‘I’m Sorry’: The Power of Being Wrong

“But the tax collector stood at a distance. He would not even look up to heaven, but beat his breast and said, ‘God, have mercy on me, a sinner.’ —  Matthew 18:13

We’d probably lose count of the number of times in our life we’ve needed to say, “I’m sorry”.

Child, teen, adult, single, married, whatever our status, it’s our humanness that brings us to apologize, sometimes when it’s not necessary.

Lent is a perfect time to consider what unfinished business there is among those in our circle who may not “deserve” at least a bit of empathy and, ultimately, our forgiveness.

As Pope Francis laid out:

If we are not capable of apologizing, it means we are not capable of forgiveness either. … Many hurt feelings, many lesions in the family begin with the loss of those precious words: ‘I am sorry.’ In married life there are many arguments … but I advise you never to let the day end without making peace. And for this, a small gesture is enough.” — General audience, May 13, 2015

If I could talk with engaged couples, I’d urge them to “turn down the talking and turn up the listening”. True marital dialogue comes up short if there is a continual one-way conversation or worse, a monologue. The road to common ground and to a way out of what might be a serious disagreement may lie in holding back and pray for a loving and just response.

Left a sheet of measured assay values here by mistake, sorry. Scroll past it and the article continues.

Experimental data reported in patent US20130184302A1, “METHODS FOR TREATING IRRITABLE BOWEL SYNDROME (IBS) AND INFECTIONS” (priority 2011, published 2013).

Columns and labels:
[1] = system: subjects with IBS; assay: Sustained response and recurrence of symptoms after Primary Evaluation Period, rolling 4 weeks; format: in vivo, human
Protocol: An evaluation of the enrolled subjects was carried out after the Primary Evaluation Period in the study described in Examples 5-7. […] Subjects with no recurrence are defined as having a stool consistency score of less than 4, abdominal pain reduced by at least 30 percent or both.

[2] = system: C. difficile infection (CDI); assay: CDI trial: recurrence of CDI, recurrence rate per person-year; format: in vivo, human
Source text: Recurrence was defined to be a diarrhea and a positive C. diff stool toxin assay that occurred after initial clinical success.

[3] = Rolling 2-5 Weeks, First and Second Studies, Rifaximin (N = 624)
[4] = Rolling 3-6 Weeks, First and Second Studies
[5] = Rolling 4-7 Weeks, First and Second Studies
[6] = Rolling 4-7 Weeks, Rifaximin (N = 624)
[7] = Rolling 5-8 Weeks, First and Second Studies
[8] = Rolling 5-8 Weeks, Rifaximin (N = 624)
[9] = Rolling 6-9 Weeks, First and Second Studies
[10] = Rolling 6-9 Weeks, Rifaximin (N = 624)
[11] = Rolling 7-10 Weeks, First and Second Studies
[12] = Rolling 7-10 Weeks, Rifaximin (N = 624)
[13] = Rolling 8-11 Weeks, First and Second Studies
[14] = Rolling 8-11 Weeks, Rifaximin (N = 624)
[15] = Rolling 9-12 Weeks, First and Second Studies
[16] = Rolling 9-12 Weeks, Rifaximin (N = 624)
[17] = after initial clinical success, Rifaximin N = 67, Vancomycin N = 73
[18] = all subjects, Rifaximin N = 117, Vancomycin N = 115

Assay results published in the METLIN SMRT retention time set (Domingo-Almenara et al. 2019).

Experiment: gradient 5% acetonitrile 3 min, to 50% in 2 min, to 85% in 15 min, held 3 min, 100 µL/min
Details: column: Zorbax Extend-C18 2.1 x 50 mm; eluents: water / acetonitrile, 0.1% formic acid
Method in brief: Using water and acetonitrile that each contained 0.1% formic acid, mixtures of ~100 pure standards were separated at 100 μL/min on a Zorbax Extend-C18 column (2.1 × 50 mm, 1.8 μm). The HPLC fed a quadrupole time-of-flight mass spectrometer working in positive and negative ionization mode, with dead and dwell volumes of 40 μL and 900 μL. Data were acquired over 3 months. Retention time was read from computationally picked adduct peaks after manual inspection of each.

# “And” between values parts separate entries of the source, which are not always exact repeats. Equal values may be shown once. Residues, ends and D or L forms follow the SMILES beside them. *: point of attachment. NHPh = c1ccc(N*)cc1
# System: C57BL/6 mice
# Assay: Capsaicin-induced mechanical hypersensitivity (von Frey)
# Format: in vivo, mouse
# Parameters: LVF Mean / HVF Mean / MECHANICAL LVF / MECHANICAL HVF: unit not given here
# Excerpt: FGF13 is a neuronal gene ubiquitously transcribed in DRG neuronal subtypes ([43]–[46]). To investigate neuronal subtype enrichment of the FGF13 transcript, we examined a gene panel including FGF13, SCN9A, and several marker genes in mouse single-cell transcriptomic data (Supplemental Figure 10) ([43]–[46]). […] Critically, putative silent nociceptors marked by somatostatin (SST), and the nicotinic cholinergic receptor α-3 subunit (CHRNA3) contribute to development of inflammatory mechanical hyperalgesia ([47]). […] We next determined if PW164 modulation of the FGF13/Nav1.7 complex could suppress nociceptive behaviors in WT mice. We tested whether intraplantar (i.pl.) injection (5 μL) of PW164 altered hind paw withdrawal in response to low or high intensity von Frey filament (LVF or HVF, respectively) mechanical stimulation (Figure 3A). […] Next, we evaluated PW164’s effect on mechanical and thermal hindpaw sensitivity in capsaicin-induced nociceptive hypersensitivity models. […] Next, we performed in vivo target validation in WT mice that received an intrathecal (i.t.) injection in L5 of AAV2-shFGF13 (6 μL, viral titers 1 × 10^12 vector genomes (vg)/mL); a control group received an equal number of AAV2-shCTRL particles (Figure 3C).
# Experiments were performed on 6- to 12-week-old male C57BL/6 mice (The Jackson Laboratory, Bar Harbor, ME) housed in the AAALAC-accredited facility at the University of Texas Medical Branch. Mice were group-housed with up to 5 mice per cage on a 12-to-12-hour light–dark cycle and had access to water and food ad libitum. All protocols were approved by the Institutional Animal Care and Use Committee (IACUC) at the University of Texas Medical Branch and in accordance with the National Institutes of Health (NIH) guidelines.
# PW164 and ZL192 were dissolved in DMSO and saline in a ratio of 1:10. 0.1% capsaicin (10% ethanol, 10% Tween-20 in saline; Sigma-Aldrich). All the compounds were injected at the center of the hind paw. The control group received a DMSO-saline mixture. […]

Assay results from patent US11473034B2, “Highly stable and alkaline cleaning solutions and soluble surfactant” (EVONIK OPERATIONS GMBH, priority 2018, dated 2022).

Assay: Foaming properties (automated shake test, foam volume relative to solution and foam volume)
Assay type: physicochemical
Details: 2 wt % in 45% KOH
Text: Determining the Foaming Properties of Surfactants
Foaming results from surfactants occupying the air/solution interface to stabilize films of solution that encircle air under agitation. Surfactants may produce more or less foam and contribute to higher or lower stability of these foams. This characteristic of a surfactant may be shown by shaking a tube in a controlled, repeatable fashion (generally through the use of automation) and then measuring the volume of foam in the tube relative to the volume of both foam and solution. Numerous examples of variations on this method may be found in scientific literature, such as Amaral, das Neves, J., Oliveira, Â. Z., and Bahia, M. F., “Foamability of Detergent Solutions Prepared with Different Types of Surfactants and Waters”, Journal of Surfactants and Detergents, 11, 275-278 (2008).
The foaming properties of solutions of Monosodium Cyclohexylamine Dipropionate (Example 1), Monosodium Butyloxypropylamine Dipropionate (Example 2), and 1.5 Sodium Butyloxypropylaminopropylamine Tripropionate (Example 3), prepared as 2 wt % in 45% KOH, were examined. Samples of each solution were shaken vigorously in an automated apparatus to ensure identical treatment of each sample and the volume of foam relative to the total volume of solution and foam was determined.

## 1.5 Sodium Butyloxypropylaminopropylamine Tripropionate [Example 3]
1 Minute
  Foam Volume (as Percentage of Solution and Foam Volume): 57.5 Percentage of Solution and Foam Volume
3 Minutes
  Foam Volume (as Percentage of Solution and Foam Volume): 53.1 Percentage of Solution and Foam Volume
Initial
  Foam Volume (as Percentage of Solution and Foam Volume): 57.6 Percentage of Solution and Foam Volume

This attribute seems in short supply these days, fueled by unlimited haranguing on social media. How to turn off that noise and work together to address the root of the disagreement. How often does this come up- “You’re not listening.”  Step back, take a breath, and acknowledge the concern, ask forgiveness, and work together to seek a solution.

In Matthew’s account of Jesus’ parable, the Pharisee standing in the corner, making congratulatory prayer, seems momentarily satisfied, but what is next for him? Separation from others who “don’t fit in” the man’s daily orbit. What are you and I doing to embrace those not only close to us, but away from our immediate influence, who don’t know our good side, and don’t know our shortcomings?

Perhaps, this Lent is the opportunity to sit with the Lord and say, basically, thank you for all your gifts I have been given. Thank you for letting me know I can do better. I affirm my need to be a better human. I need to not “be right” every day, but to recognize how much more I must do in Your name. Have mercy on me, indeed, a sinner.

Michael Throop